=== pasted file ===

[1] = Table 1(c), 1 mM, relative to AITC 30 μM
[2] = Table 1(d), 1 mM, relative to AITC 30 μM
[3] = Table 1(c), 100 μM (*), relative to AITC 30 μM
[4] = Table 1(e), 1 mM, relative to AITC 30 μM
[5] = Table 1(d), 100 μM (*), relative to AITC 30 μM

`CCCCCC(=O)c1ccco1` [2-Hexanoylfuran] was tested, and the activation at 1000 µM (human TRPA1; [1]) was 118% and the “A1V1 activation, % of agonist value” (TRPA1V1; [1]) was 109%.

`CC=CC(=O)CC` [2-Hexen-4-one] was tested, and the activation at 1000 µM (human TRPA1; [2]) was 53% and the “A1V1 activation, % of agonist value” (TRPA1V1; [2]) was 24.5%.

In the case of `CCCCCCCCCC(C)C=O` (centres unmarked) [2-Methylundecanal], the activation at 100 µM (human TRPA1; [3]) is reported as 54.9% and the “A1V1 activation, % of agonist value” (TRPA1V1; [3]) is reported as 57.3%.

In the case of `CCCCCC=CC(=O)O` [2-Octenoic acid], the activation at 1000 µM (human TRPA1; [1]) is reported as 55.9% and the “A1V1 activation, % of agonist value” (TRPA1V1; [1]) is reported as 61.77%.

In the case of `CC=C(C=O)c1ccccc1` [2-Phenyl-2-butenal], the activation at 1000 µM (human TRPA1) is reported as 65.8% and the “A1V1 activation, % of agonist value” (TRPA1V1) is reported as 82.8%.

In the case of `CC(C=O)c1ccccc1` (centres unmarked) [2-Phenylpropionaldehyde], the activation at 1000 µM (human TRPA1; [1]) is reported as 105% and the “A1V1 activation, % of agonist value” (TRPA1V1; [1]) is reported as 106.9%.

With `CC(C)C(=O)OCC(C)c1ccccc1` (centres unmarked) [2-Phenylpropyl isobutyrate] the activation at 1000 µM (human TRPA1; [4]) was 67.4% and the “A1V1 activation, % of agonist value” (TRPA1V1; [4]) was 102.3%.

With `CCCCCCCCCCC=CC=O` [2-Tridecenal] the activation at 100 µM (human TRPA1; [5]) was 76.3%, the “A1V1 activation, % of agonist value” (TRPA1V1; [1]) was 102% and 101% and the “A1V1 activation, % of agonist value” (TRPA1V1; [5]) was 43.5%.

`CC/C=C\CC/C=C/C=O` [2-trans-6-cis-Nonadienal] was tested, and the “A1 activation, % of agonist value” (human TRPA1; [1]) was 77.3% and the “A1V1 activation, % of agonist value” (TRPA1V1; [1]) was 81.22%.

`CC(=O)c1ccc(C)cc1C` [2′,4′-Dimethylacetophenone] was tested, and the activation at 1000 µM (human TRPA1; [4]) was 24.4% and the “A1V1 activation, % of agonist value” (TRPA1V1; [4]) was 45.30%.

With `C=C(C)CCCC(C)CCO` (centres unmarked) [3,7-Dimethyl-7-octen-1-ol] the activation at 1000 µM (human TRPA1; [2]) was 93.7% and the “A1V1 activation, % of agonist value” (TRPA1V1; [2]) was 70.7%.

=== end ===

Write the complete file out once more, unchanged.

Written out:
[1] = Table 1(c), 1 mM, relative to AITC 30 μM
[2] = Table 1(d), 1 mM, relative to AITC 30 μM
[3] = Table 1(c), 100 μM (*), relative to AITC 30 μM
[4] = Table 1(e), 1 mM, relative to AITC 30 μM
[5] = Table 1(d), 100 μM (*), relative to AITC 30 μM

`CCCCCC(=O)c1ccco1` [2-Hexanoylfuran] was tested, and the activation at 1000 µM (human TRPA1; [1]) was 118% and the “A1V1 activation, % of agonist value” (TRPA1V1; [1]) was 109%.

`CC=CC(=O)CC` [2-Hexen-4-one] was tested, and the activation at 1000 µM (human TRPA1; [2]) was 53% and the “A1V1 activation, % of agonist value” (TRPA1V1; [2]) was 24.5%.

In the case of `CCCCCCCCCC(C)C=O` (centres unmarked) [2-Methylundecanal], the activation at 100 µM (human TRPA1; [3]) is reported as 54.9% and the “A1V1 activation, % of agonist value” (TRPA1V1; [3]) is reported as 57.3%.

In the case of `CCCCCC=CC(=O)O` [2-Octenoic acid], the activation at 1000 µM (human TRPA1; [1]) is reported as 55.9% and the “A1V1 activation, % of agonist value” (TRPA1V1; [1]) is reported as 61.77%.

In the case of `CC=C(C=O)c1ccccc1` [2-Phenyl-2-butenal], the activation at 1000 µM (human TRPA1) is reported as 65.8% and the “A1V1 activation, % of agonist value” (TRPA1V1) is reported as 82.8%.

In the case of `CC(C=O)c1ccccc1` (centres unmarked) [2-Phenylpropionaldehyde], the activation at 1000 µM (human TRPA1; [1]) is reported as 105% and the “A1V1 activation, % of agonist value” (TRPA1V1; [1]) is reported as 106.9%.

With `CC(C)C(=O)OCC(C)c1ccccc1` (centres unmarked) [2-Phenylpropyl isobutyrate] the activation at 1000 µM (human TRPA1; [4]) was 67.4% and the “A1V1 activation, % of agonist value” (TRPA1V1; [4]) was 102.3%.

With `CCCCCCCCCCC=CC=O` [2-Tridecenal] the activation at 100 µM (human TRPA1; [5]) was 76.3%, the “A1V1 activation, % of agonist value” (TRPA1V1; [1]) was 102% and 101% and the “A1V1 activation, % of agonist value” (TRPA1V1; [5]) was 43.5%.

`CC/C=C\CC/C=C/C=O` [2-trans-6-cis-Nonadienal] was tested, and the “A1 activation, % of agonist value” (human TRPA1; [1]) was 77.3% and the “A1V1 activation, % of agonist value” (TRPA1V1; [1]) was 81.22%.

`CC(=O)c1ccc(C)cc1C` [2′,4′-Dimethylacetophenone] was tested, and the activation at 1000 µM (human TRPA1; [4]) was 24.4% and the “A1V1 activation, % of agonist value” (TRPA1V1; [4]) was 45.30%.

With `C=C(C)CCCC(C)CCO` (centres unmarked) [3,7-Dimethyl-7-octen-1-ol] the activation at 1000 µM (human TRPA1; [2]) was 93.7% and the “A1V1 activation, % of agonist value” (TRPA1V1; [2]) was 70.7%.